Rose Fyleman was born in Nottingham in 1877. She attended University College but left for Europe to become a singer. Her travels ended in London where the results of her training achieved a Diploma from the Royal College of Music. Her work as an opera singer ceased on her return to Nottingham where she conducted singing lessons, leading to regular classroom teaching at her sister’s school. On finding a lack of suitable poetry for her students, Rose developed her own, tailored for use in the classroom.
Rose’s father was a German Jewish immigrant who worked in the Lace trade. The family moved to The Park in 1912. Two years later, as war broke out, the Feilmanns anglicised their name to Fyleman. Rose Fyleman was nearly forty at this time and it coincided with the start of her successful career as a published writer. Punch magazine were the first to print her work, a fairy poem, and her association with fairies would endure. Fyleman’s first collection, Fairies and Chimneys, followed in 1918 and it was reprinted twenty times over the next decade.
THERE are fairies at the bottom of our garden!
It’s not so very, very far away;
You pass the gardener’s shed and you just keep straight ahead
I do so hope they’ve really come to stay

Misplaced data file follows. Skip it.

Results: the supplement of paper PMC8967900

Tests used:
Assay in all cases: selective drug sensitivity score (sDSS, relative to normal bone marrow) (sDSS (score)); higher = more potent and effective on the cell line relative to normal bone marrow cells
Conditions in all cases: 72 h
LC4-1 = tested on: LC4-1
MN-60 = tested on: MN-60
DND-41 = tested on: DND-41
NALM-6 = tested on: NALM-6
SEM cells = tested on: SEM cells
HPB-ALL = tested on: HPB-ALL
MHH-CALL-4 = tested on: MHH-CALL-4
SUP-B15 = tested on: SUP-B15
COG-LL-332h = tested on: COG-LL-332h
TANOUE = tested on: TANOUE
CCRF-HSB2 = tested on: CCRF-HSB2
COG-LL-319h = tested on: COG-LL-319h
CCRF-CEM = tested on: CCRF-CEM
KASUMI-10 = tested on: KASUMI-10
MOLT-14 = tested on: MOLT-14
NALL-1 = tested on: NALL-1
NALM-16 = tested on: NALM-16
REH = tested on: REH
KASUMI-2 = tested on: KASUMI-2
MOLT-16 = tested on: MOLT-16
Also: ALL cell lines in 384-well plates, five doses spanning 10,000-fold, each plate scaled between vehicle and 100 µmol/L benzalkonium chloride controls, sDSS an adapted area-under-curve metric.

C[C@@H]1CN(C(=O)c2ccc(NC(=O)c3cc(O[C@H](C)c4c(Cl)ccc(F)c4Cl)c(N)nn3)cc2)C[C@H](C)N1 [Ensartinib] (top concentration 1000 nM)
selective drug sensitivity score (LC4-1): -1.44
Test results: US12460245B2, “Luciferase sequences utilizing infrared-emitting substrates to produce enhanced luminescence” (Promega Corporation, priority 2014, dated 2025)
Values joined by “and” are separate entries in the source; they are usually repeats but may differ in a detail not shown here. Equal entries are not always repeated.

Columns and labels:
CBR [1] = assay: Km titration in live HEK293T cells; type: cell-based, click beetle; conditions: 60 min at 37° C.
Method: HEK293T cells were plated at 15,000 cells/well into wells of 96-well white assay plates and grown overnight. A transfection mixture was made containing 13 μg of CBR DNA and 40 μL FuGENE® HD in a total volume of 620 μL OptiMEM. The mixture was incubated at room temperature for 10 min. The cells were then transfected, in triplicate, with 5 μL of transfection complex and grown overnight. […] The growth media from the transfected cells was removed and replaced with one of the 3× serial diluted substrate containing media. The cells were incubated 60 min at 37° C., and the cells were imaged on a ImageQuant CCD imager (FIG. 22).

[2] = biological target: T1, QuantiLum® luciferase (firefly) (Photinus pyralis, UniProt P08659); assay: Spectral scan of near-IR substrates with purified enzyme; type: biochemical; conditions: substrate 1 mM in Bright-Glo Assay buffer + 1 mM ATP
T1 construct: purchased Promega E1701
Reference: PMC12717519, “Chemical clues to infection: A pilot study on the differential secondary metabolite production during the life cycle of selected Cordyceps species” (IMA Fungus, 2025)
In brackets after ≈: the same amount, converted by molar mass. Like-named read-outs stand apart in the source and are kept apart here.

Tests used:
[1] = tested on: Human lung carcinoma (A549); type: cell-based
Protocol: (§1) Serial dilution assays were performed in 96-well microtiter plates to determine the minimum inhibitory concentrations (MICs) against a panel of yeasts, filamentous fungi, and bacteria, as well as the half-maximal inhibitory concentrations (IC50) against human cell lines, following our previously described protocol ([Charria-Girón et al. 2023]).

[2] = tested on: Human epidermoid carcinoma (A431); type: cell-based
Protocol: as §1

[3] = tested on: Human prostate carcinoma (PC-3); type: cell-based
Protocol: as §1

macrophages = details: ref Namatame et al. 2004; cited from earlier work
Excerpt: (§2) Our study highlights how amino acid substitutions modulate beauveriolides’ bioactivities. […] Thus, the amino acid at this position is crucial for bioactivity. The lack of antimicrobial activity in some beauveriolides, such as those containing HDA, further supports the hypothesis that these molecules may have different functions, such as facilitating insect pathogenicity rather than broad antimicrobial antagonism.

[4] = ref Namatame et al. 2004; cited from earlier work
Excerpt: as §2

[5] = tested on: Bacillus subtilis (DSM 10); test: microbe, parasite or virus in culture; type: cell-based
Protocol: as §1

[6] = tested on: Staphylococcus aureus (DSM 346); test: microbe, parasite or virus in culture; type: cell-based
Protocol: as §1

Fyleman’s stories and poems avoided the darkness and evil that featured in many fairy tales of that time. Whilst continuing to write fairy stories, Fyleman edited the children’s magazine Merry-Go-Round and wrote many other works for children, including plays such as The Magic Pencil. Popular with younger children, her short stories like The Rainbow Cat would lead readers into trying her more conventional books such as The Adventure Club.
One of her best stories, A Princess Comes to Our Town, is set in real-life Nottingham. In this fairy tale, The Fairy King and Queen have chosen the man they want their daughter to marry, but Princess Finestra doesn’t want the prince, not yet anyway, life would be far too boring, she wants to have real adventures first. To that end, the princess’ godmother has her transported to Nottingham’s Market-place where adventure ensues.